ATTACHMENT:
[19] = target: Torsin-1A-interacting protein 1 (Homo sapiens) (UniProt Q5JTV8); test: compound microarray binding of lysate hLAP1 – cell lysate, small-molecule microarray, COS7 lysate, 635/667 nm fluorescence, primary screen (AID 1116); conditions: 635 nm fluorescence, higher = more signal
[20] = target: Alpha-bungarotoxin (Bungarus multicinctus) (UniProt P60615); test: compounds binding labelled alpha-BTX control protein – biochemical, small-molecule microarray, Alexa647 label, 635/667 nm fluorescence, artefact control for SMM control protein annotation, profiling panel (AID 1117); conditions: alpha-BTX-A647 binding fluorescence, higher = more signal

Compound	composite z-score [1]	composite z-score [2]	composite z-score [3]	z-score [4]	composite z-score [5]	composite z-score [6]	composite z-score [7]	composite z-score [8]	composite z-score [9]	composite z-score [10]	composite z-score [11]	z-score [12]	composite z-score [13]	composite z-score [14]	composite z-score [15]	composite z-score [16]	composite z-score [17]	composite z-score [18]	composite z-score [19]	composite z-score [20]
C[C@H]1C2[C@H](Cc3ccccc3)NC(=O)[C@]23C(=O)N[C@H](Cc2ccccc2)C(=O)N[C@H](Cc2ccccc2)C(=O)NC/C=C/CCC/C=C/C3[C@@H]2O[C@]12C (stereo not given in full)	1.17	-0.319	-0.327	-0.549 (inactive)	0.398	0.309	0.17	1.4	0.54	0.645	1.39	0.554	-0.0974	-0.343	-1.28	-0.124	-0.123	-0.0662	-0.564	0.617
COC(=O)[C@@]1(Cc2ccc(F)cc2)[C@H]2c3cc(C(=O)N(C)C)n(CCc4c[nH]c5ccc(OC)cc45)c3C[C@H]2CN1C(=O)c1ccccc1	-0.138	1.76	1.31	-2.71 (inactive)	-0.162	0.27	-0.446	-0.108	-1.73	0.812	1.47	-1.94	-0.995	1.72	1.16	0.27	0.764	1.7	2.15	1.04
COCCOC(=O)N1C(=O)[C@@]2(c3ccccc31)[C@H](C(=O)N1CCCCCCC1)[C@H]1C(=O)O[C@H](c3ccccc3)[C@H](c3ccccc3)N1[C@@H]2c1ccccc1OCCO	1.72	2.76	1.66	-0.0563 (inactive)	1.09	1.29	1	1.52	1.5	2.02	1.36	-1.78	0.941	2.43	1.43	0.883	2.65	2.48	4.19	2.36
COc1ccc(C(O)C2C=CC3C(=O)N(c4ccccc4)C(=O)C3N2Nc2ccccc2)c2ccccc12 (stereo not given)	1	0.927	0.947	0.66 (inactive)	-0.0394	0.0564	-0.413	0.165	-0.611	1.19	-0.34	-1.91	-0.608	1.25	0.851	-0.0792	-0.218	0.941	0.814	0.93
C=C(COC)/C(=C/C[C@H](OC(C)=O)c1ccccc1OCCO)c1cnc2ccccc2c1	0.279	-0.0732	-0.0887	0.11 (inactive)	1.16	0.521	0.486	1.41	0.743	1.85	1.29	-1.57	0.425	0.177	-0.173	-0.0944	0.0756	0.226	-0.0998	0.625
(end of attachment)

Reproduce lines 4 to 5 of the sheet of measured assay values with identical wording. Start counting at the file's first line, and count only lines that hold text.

C[C@H]1C2[C@H](Cc3ccccc3)NC(=O)[C@]23C(=O)N[C@H](Cc2ccccc2)C(=O)N[C@H](Cc2ccccc2)C(=O)NC/C=C/CCC/C=C/C3[C@@H]2O[C@]12C (stereo not given in full)	1.17	-0.319	-0.327	-0.549 (inactive)	0.398	0.309	0.17	1.4	0.54	0.645	1.39	0.554	-0.0974	-0.343	-1.28	-0.124	-0.123	-0.0662	-0.564	0.617
COC(=O)[C@@]1(Cc2ccc(F)cc2)[C@H]2c3cc(C(=O)N(C)C)n(CCc4c[nH]c5ccc(OC)cc45)c3C[C@H]2CN1C(=O)c1ccccc1	-0.138	1.76	1.31	-2.71 (inactive)	-0.162	0.27	-0.446	-0.108	-1.73	0.812	1.47	-1.94	-0.995	1.72	1.16	0.27	0.764	1.7	2.15	1.04